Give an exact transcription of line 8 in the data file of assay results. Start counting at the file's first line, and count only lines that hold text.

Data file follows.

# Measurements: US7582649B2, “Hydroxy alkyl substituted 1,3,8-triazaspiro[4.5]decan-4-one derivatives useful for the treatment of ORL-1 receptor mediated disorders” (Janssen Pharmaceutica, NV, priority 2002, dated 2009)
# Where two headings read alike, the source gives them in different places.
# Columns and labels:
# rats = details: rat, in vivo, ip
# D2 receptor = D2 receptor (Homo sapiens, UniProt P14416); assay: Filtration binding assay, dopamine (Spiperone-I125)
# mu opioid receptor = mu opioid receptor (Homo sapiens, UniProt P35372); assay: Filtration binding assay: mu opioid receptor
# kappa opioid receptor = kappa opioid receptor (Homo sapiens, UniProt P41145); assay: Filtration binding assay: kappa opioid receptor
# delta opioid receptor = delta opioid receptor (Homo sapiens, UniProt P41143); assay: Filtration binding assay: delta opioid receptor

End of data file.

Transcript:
# delta opioid receptor = delta opioid receptor (Homo sapiens, UniProt P41143); assay: Filtration binding assay: delta opioid receptor